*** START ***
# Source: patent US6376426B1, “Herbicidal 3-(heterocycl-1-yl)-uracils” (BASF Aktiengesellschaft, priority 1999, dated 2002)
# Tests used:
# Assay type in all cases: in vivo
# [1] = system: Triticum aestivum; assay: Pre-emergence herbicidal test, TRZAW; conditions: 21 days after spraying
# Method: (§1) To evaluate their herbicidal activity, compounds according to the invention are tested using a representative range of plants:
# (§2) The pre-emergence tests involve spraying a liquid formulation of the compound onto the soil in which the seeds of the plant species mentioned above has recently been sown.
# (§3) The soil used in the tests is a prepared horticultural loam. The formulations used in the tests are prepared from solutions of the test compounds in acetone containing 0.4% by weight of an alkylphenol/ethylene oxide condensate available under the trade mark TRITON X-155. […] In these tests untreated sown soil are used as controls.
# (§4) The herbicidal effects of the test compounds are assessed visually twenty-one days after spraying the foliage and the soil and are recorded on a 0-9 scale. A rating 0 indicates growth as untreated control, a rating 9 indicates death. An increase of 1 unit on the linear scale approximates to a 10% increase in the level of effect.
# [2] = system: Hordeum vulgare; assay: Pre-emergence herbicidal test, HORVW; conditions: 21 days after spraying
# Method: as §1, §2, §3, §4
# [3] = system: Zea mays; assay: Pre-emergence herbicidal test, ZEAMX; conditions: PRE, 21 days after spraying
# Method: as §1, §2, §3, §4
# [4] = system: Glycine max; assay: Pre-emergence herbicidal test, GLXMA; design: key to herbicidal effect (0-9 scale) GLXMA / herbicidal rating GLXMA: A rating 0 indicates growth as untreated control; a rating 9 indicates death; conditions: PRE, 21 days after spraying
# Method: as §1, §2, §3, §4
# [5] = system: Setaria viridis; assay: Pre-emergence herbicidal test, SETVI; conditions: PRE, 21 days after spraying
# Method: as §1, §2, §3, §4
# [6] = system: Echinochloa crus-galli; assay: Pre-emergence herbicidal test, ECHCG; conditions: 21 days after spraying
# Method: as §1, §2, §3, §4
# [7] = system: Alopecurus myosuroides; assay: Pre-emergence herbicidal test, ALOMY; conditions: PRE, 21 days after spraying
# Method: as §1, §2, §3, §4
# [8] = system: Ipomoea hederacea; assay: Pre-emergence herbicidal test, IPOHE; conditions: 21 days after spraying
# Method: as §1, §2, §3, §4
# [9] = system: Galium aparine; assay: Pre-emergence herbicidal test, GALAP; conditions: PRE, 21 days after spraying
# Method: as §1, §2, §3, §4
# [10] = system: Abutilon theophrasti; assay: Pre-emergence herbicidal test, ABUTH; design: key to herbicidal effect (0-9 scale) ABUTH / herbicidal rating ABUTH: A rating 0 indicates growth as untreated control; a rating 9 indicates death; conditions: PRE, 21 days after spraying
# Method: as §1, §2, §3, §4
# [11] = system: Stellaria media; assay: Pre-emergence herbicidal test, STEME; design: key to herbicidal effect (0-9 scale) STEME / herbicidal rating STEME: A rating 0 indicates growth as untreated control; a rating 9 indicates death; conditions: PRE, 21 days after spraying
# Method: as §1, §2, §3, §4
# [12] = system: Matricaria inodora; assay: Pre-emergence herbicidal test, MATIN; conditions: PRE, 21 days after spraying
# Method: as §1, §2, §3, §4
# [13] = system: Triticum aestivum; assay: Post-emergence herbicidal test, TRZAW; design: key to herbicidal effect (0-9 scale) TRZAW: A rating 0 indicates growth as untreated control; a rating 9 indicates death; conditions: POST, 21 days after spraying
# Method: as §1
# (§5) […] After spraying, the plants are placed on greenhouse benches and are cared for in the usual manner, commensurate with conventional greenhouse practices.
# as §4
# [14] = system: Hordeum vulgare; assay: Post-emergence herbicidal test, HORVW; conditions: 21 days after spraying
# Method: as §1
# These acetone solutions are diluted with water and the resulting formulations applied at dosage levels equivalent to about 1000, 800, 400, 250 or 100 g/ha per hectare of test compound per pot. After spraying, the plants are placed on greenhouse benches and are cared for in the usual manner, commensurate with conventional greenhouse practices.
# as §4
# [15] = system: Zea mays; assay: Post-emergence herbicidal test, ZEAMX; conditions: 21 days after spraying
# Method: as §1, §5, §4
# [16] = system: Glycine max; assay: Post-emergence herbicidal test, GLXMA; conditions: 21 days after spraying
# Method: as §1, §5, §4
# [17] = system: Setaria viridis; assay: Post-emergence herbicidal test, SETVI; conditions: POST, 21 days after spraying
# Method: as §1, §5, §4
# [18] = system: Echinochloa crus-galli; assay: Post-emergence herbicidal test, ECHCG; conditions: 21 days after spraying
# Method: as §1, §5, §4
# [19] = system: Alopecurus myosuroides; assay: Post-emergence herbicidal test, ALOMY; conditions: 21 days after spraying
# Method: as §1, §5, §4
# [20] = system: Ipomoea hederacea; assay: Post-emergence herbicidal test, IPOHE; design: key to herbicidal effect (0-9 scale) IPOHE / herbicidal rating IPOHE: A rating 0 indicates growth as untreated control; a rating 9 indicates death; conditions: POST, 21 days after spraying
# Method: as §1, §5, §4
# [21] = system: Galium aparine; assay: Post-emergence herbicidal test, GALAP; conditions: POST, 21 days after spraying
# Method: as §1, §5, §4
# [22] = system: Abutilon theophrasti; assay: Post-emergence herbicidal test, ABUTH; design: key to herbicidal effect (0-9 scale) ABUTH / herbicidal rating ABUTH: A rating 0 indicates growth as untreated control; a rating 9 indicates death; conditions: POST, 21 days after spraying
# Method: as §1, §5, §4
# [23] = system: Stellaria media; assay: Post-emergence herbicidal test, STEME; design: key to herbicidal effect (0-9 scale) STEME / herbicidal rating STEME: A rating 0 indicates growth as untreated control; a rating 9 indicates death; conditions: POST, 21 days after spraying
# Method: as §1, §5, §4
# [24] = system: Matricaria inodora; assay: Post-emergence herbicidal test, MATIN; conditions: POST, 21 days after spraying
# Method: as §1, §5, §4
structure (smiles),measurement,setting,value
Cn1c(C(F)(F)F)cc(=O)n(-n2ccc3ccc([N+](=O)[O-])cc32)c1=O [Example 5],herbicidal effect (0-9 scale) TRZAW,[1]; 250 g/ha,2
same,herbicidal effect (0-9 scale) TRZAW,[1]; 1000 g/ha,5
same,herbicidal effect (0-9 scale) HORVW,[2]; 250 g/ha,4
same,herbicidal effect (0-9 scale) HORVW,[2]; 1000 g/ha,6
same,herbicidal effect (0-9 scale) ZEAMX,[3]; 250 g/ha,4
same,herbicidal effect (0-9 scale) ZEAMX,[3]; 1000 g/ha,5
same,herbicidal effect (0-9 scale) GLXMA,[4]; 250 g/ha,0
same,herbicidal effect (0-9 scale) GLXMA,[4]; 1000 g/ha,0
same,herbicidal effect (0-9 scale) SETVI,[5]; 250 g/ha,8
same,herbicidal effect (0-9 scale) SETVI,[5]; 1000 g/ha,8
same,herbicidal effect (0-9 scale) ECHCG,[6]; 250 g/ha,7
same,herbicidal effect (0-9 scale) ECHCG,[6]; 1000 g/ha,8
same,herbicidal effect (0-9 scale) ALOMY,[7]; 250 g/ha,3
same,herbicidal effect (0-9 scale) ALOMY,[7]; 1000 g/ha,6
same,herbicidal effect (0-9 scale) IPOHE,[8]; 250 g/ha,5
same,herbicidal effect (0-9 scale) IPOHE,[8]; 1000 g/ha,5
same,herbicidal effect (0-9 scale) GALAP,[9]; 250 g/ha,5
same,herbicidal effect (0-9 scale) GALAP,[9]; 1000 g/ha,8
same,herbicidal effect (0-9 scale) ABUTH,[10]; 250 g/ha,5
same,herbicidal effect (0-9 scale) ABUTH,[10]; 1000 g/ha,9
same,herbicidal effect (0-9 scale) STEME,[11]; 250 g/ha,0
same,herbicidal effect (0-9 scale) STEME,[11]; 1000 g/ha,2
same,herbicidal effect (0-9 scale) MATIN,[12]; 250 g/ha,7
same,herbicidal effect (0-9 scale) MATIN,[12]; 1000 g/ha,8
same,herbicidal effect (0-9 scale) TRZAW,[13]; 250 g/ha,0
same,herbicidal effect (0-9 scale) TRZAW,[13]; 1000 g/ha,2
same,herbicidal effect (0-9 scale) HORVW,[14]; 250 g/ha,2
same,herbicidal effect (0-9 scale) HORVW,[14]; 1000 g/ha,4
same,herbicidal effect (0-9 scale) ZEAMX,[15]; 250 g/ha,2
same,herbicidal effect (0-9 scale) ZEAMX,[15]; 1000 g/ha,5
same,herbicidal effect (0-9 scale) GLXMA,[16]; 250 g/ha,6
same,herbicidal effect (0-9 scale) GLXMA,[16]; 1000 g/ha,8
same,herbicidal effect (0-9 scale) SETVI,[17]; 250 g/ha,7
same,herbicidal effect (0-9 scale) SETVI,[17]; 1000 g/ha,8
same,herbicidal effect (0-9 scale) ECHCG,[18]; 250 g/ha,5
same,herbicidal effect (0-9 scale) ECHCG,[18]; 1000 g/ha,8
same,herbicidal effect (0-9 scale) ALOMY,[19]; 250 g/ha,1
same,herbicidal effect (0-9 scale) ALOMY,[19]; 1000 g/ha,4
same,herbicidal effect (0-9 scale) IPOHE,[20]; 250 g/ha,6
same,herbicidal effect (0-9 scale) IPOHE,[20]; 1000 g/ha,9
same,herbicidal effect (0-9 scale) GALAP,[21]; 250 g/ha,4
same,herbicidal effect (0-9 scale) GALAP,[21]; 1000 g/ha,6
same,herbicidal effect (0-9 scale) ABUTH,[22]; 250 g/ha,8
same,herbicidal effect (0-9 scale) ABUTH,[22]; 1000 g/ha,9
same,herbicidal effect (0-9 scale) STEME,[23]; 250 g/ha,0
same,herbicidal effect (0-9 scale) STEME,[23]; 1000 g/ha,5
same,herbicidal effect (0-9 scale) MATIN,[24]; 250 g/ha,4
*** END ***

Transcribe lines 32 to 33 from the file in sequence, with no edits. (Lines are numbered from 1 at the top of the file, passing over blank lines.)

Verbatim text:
# Method: as §1
# (§5) […] After spraying, the plants are placed on greenhouse benches and are cared for in the usual manner, commensurate with conventional greenhouse practices.